Usnseallt82 From United States of America, joined Jan 2004, 4891 posts, RR: 52
Reply 4, posted (10 years 11 months 6 days 18 hours ago) and read 2468 times:
Actually, one user had it down pretty well. The contrails are formed by the extreme heat in the aircraft engines reacting with extremely cold air found at high altitudes. The thickness of the contrail itself, usually whether or not it stays place in the air for long or dissipates, depends on the moisture located in the air at the time. However, they are usually formed regardless, unless it is unusually dry air, because of the speed to which the temperature of the air is changed...most undoubtedly in microseconds. Any change in temp that has that vast of a range will produce thick moisture. Then, if the air is cold enough, the newly created moisture becomes tiny ice crystals, suspended in the upper layers of the atmosphere. These are the ones that never seem to go away and are usually very thick.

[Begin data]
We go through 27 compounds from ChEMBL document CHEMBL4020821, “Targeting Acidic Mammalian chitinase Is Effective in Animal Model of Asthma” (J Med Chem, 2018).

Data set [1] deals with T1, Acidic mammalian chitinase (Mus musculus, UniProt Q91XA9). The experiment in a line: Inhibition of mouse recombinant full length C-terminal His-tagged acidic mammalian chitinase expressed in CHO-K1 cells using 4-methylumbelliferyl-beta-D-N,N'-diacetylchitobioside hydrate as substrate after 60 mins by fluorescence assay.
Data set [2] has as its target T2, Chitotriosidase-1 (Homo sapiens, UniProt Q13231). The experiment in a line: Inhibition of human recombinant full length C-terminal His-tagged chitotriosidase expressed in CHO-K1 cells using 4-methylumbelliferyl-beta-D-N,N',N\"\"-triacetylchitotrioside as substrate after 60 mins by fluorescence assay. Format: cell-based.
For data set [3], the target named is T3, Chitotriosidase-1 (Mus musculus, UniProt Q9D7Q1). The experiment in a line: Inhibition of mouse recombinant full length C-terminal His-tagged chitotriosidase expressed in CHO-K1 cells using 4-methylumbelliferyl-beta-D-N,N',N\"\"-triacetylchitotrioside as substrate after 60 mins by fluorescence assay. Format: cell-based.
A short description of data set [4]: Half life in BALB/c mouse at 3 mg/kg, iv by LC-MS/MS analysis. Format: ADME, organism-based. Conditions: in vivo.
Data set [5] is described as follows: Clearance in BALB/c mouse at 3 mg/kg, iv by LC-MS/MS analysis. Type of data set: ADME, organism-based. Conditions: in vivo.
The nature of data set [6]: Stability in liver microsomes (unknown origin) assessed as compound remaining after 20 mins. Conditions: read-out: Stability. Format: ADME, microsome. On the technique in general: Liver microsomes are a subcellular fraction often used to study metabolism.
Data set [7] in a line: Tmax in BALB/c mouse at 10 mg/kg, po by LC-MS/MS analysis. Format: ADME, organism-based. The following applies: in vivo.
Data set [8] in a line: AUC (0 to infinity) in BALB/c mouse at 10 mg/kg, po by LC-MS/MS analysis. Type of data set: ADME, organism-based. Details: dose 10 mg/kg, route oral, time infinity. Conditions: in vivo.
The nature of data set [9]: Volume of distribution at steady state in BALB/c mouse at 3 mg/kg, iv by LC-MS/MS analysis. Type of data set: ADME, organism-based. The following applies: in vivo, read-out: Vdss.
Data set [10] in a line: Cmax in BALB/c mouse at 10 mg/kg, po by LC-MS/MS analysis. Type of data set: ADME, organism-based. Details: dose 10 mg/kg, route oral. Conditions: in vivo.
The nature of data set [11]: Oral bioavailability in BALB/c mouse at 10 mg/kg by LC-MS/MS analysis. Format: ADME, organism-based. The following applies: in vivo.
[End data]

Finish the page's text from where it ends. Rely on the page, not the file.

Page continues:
Klaus From Germany, joined Jul 2001, 21521 posts, RR: 53
Reply 5, posted (10 years 11 months 2 days 2 hours ago) and read 2372 times:
The combustion of hydrocarbons (like Jet-A or even ordinary car gasoline) produces significant amounts of water vapour which adds to the preexisting air humidity; If the conditions are right, this can make the air cross the condensation point.
InnocuousFox From United States of America, joined Dec 2003, 2805 posts, RR: 14
Reply 6, posted (10 years 11 months 2 days 2 hours ago) and read 2358 times:
Condensation forms when air cools to the dew point. The water vapor has to come from the fuel itself. Otherwise the amount of moisture in the air would have already formed clouds at that altitude and the heating of the air by the engines would make the clouds go away temporarily. However, if the aircraft creates the water vapor and disperses it behind, that is water that is over and above what the colder air at that altitude can handle... so it condenses into contrails (i.e. clouds).
(side note... do y'all think it's time to bump my "Cloud Dreaming" poem up to the top?)
Dave Mark - Intrinsic Algorithm - Reducing the world to mathematical equations!